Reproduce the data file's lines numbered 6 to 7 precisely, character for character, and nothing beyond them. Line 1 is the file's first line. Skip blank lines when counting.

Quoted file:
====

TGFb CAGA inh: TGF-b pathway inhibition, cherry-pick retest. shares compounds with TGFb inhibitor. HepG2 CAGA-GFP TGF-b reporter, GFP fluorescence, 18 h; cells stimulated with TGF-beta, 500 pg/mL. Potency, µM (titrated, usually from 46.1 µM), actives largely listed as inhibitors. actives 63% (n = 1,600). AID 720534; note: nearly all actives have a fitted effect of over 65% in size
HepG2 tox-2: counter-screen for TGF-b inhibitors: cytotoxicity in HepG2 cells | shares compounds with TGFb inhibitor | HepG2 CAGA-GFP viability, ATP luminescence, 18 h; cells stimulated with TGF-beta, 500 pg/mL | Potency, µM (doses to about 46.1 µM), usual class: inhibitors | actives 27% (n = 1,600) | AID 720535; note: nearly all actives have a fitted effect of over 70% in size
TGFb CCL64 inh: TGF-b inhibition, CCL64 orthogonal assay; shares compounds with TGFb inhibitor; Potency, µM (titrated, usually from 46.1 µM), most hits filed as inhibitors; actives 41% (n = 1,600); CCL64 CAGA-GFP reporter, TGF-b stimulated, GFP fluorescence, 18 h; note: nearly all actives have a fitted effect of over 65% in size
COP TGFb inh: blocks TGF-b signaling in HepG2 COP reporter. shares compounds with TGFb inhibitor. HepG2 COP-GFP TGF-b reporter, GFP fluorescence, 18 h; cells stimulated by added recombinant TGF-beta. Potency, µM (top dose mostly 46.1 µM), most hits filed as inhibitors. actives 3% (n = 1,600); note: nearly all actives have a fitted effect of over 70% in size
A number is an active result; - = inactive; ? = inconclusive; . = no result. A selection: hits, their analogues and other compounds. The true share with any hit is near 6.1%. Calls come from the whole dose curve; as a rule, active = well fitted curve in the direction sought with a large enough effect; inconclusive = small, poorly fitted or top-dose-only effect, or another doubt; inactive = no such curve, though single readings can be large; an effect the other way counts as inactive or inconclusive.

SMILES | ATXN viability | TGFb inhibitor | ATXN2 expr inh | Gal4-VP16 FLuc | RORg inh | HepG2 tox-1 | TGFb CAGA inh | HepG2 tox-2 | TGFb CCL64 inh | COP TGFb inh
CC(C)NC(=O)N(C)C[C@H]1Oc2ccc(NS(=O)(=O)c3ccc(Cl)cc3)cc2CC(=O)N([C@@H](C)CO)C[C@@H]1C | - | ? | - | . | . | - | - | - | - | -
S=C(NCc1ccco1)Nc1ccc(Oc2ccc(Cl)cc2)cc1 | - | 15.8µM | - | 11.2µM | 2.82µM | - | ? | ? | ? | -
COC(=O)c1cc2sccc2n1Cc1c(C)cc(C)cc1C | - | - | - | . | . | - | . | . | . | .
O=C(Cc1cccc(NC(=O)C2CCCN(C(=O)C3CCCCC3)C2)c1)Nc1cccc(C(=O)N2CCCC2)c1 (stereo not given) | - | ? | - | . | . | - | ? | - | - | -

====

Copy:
SMILES | ATXN viability | TGFb inhibitor | ATXN2 expr inh | Gal4-VP16 FLuc | RORg inh | HepG2 tox-1 | TGFb CAGA inh | HepG2 tox-2 | TGFb CCL64 inh | COP TGFb inh
CC(C)NC(=O)N(C)C[C@H]1Oc2ccc(NS(=O)(=O)c3ccc(Cl)cc3)cc2CC(=O)N([C@@H](C)CO)C[C@@H]1C | - | ? | - | . | . | - | - | - | - | -